Here’s the deal: I can be the tallest person in the room and still not be tall. You can be the richest person at the meeting and still not be rich. Likewise, the “most progressive trade deal ever” isn’t progressive.
Let’s just start with a simple question: How “progressive” is it to negotiate permanent economic rules that will affect 40% of the world’s GDP in secret—with more than 85% of your advisers representing business interests? To me, that’s 0% progressive.
The TPP gives Australian, Japanese, Malaysian and other TPP corporations their own private justice system (ISDS) that they can use to attack our democracy. If these companies think that a California law banning a certain toxic chemical, or a Fort Lauderdale City Commission decision denying backyard fracking, or Rock Island County, Ill., increase in the minimum wage is “unfair” and violates their rights as a foreign investor, they can sue the United States before a panel of private arbitrators (usually international commercial lawyers) for damages. If they win, the foreign companies take home our taxpayer dollars to compensate for lost “expected profits.” Giving foreign businesses power and influence over local and state decisions isn’t progressive.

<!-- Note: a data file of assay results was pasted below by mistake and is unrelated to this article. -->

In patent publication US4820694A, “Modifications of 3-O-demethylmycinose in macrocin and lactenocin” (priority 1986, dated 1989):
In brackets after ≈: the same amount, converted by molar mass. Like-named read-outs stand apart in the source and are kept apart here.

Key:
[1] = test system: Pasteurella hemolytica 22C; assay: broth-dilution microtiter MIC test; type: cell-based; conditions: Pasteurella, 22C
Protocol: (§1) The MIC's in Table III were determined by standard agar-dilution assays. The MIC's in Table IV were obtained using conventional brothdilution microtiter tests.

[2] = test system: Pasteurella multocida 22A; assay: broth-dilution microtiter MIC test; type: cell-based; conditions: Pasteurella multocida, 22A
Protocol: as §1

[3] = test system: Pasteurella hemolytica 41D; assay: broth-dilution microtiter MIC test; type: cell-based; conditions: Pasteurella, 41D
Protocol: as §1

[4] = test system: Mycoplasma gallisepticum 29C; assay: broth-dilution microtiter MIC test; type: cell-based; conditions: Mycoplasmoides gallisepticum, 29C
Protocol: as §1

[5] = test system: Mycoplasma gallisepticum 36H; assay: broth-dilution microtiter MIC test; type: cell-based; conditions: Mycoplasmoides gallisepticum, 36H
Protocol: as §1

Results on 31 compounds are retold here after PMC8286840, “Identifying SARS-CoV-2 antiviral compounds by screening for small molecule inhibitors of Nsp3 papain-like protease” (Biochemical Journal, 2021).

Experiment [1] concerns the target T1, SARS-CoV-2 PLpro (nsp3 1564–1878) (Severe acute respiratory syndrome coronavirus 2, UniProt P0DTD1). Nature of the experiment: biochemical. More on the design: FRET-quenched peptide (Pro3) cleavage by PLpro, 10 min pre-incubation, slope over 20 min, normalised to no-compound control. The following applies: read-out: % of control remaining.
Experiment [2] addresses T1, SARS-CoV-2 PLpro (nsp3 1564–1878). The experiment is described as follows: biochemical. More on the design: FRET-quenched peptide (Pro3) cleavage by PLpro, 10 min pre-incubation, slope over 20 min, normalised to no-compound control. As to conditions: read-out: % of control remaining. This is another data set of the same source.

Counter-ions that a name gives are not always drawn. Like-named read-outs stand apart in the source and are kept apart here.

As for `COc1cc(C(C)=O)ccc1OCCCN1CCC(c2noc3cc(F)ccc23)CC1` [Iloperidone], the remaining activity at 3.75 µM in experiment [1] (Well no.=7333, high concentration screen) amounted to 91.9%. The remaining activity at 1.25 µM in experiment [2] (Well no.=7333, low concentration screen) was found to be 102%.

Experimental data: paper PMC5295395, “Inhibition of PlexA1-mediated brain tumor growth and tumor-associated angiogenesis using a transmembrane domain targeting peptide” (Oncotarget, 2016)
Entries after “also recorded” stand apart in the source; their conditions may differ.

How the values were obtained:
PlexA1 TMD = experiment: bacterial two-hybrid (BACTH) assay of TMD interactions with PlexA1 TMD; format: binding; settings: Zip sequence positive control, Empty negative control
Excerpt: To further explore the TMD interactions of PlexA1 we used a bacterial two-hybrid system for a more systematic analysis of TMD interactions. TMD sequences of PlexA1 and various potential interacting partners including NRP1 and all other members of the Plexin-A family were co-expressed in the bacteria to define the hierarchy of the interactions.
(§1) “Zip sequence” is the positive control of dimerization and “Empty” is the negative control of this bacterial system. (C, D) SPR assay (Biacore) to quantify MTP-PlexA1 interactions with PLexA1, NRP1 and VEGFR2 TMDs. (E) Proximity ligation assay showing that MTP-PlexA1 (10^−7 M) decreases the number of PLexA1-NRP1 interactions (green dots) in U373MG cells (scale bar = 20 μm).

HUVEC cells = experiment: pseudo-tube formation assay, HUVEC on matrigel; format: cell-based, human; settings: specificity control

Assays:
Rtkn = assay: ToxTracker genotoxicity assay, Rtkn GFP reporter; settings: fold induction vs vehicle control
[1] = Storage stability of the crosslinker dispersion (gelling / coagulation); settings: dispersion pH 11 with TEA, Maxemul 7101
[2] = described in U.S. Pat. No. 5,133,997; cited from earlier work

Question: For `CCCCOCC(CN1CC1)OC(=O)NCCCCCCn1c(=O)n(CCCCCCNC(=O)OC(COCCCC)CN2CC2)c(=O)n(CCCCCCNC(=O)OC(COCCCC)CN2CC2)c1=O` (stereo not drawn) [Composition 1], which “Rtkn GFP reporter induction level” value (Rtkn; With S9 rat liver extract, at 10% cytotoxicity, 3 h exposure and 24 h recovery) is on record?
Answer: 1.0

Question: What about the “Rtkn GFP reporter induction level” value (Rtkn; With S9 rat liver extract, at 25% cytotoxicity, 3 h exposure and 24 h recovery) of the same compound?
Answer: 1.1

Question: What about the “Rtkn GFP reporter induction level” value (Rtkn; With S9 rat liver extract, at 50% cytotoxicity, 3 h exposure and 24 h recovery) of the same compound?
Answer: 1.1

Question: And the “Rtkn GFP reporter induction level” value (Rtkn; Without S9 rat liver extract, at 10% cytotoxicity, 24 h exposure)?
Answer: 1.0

The TPP also creates extreme monopoly rights for global pharmaceutical companies and gives them more power to drive up costs for Medicare and public health programs in all TPP countries. These rules are far worse for working families than comparable rules in the Peru, Colombia and Panama deals negotiated by then-President George W. Bush. The TPP will raise drug prices for families across the region. That’s regressive—not progressive.
Instead of learning from the mistakes of the past, like the failed labor rules in the Colombia trade deal, the TPP incorporates these failed rules, with no meaningful improvements to ensure enforcement. Leaving workers behind isn’t progressive. And neither is failing to learn from the past.
The TPP doesn’t even include the words “climate change.” In the 21st century, can an international deal really call itself progressive if it ignores climate change?
To sum up: The TPP will certainly implement values. But not progressive values. America’s working families and those in the other 11 TPP countries will certainly not benefit by a trade deal that permanently locks in increased corporate power and rights. And that’s what the TPP will do.
Learn more about the fight for better trade.